This was my favorite session. I must confess that I’ve seen it three times, and had the time to go slowly over the topic discussed: performance.
Emery Berger needs no introduction. Just check his LinkedIn profile, but just in case, his credentials are at the beginning of the session and just the fact that the CPPCON organizers scheduled him for a plenary session is telling: He’s got the goods.
What made this session useful and memorable? On one hand, Emery supports the topic of performance taking a meticulous approach supported by sound math, statistics, data, you name it. At the end of the post I add references that are mentioned in the session.
Chillax, have a mojito
Emery starts the session with a simple example: performance of a given system in the ’70’s, cool ’80’s, and today, but soon things get super interesting. In the past, you gained performance just by…upgrading your computer, right? Of course! Who doesn’t remember those Gateway 486SX computers with 4MB of RAM (and don’t make me go to 386SX, 80286, 8086…)
Moore’s Law right? Dennard’s Scaling, correcto?
Well, with the advent of multicore/manycore processors, things changed, and for the better.
Gains in performance cannot be stated by “I ran it once and it ran better”. Given two systems, A and A’, if A’ performs better and making a claim, what is the reason? Our typical approach is to find opportunities for better code, but why? It shouldn’t be black magic, right?
So, without spilling the beans, this is what you will learn from the session:
- Variance when there are factors that may affect performance
- Data Layout (from code to how it’s really laid out in memory)
- Link order and its impact on function addresses
- Environment variable size (moves program stack)
- Changing libraries
- Running a program in a new directory and its impact on layout
Make sure you check the reference he makes to Producing Wrong Data Without Doing Anything Obviously Wrong!
Furthermore, Emery will introduce you to randomization as a way to eliminate the effect of layout with the Stabilizer tool, and how it eliminates the layout bias. In this section of the talk he references Null Hypothesis, Central Limit Theorem, Student’s t-test and Analysis of Variance (ANOVA), so be ready to do some reading.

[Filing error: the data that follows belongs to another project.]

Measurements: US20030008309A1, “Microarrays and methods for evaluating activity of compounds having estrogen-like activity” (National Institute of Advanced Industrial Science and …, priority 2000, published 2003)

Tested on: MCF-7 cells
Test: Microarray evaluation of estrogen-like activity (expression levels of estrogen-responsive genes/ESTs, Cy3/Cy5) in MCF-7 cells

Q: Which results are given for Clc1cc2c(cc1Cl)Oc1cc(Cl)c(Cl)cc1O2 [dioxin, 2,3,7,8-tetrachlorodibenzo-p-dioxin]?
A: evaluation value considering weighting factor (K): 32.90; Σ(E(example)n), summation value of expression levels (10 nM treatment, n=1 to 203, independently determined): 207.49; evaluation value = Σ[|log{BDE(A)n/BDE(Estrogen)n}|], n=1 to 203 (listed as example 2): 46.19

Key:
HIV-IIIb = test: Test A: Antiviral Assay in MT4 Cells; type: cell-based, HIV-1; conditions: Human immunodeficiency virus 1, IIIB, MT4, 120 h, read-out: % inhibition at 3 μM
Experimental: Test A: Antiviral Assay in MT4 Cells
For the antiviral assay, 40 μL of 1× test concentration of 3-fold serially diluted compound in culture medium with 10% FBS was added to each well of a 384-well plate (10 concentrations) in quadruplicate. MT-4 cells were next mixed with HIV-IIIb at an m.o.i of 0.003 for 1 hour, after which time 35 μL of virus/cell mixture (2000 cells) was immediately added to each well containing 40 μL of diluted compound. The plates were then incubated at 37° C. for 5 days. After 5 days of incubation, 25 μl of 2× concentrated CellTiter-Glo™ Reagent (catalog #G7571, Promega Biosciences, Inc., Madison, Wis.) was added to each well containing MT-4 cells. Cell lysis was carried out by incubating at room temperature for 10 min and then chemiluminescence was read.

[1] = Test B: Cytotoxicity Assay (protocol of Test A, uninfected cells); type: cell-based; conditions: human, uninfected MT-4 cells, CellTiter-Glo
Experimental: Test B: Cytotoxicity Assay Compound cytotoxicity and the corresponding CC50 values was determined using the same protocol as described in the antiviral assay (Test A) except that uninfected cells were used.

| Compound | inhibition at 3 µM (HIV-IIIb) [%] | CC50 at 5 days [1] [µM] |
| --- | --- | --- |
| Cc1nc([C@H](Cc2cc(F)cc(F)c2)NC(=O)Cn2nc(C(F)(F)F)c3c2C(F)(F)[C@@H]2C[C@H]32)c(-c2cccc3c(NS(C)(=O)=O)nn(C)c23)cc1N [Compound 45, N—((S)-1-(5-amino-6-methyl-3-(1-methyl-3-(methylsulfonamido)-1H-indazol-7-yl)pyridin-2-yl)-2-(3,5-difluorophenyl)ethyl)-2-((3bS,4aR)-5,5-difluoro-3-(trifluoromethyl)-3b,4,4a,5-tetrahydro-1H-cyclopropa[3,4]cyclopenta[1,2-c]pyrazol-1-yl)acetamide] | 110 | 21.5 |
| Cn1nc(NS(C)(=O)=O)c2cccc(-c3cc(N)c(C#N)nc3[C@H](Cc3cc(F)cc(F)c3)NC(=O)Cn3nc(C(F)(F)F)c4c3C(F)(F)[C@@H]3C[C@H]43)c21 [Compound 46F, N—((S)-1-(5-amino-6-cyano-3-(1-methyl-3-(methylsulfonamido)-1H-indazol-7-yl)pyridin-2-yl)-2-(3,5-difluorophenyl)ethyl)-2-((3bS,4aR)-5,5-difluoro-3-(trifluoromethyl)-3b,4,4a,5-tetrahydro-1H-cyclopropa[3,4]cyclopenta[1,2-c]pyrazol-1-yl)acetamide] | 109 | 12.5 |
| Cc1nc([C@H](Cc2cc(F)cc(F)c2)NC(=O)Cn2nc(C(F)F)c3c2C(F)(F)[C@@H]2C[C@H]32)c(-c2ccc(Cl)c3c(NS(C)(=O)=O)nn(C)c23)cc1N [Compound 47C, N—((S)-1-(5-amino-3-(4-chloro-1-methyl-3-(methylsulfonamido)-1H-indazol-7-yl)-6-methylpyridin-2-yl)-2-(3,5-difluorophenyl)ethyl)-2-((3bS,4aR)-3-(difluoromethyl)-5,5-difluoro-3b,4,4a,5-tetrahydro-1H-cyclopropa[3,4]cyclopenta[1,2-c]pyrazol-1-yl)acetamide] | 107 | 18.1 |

Moreover, Emery introduces causal profile and Coz, and how to approach a performance problem. What he exposed reminded me of Control Theory with a feedback loop. I asked Emery in a follow up Q&A about the difference between BPF and Coz, and he mentioned that BPF is an observing tool, while Coz is a predicting tool. I would think they would be a great complement to each other. On verra.
In this section of the talk you’ll be introduced to:
- Experimentation and what slowing down a component reveals
- Latency and throughput
My favorite reference was Little’s Law, which I have used exactly twice in previous projects. A specific resource where it is mentioned–and used–is in Windows Server 2003 Resource Kit: Performance Guide.
Hopefully I got you interested in this session. If you have an hour to chillax with a mojito, I encourage you to check this session. You’ll derive hours of satisfaction following up the papers and putting into practice what you learn.
Word of the Conference
Many of the sessions, such as Emery’s plenary session, and Herb Sutter’s capstone plenary session, make use of the word incantation. Presenters use it to present a non-apparent solution to a given problem. It seems that every CPPCON conference I’ve attended there’s a catchy phrase. We’ll see what next year brings.
- Moore’s Law
- Dennard’s Scaling
- Producing Wrong Data Without Doing Anything Obviously Wrong!, Myktowicz et al
- Null Hypothesis
- Central Limit Theorem
- Student’s t-test
- Analysis of Variance (ANOVA)
- Little’s Law